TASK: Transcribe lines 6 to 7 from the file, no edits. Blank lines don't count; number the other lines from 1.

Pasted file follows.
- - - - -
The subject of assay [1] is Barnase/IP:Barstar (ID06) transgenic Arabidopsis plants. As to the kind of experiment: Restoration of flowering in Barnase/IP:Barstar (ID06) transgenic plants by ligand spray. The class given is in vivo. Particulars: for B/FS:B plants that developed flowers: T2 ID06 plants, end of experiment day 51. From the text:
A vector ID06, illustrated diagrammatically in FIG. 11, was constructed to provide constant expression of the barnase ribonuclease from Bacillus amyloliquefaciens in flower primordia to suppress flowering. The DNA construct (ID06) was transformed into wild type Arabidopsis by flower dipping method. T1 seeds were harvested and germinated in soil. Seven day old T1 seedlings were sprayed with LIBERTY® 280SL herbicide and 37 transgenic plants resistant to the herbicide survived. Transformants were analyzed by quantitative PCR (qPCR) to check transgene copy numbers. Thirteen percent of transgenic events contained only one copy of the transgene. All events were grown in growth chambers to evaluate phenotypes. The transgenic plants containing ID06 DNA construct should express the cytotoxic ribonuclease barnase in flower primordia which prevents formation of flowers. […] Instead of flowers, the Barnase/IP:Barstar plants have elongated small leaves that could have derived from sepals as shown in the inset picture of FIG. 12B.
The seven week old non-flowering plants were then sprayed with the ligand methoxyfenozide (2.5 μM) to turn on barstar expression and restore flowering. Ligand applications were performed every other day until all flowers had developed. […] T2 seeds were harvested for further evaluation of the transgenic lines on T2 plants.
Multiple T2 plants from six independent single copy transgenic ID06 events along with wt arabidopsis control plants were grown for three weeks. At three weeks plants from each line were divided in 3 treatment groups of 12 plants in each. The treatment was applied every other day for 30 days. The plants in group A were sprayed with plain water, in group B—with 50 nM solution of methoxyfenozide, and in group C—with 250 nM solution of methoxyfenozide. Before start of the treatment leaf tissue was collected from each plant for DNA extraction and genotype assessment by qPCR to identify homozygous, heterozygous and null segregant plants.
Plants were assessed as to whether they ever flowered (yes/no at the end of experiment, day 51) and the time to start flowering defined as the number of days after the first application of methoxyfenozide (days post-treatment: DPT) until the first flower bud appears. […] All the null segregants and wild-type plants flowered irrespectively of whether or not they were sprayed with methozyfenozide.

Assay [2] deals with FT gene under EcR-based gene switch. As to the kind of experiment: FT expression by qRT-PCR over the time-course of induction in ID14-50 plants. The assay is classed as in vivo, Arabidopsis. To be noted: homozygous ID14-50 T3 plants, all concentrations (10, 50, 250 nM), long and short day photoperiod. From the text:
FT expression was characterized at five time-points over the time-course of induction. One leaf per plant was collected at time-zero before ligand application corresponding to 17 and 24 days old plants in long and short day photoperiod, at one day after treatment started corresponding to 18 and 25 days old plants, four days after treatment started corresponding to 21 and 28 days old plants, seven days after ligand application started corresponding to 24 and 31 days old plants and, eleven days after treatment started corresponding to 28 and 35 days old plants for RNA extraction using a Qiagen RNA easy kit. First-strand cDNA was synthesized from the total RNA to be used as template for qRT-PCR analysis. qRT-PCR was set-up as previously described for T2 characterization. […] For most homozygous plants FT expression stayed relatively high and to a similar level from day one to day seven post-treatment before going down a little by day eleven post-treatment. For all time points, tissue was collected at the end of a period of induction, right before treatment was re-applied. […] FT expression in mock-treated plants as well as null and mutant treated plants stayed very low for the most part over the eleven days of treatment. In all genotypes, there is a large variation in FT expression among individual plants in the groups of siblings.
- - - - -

Assay [2] deals with FT gene under EcR-based gene switch. As to the kind of experiment: FT expression by qRT-PCR over the time-course of induction in ID14-50 plants. The assay is classed as in vivo, Arabidopsis. To be noted: homozygous ID14-50 T3 plants, all concentrations (10, 50, 250 nM), long and short day photoperiod. From the text:
FT expression was characterized at five time-points over the time-course of induction. One leaf per plant was collected at time-zero before ligand application corresponding to 17 and 24 days old plants in long and short day photoperiod, at one day after treatment started corresponding to 18 and 25 days old plants, four days after treatment started corresponding to 21 and 28 days old plants, seven days after ligand application started corresponding to 24 and 31 days old plants and, eleven days after treatment started corresponding to 28 and 35 days old plants for RNA extraction using a Qiagen RNA easy kit. First-strand cDNA was synthesized from the total RNA to be used as template for qRT-PCR analysis. qRT-PCR was set-up as previously described for T2 characterization. […] For most homozygous plants FT expression stayed relatively high and to a similar level from day one to day seven post-treatment before going down a little by day eleven post-treatment. For all time points, tissue was collected at the end of a period of induction, right before treatment was re-applied. […] FT expression in mock-treated plants as well as null and mutant treated plants stayed very low for the most part over the eleven days of treatment. In all genotypes, there is a large variation in FT expression among individual plants in the groups of siblings.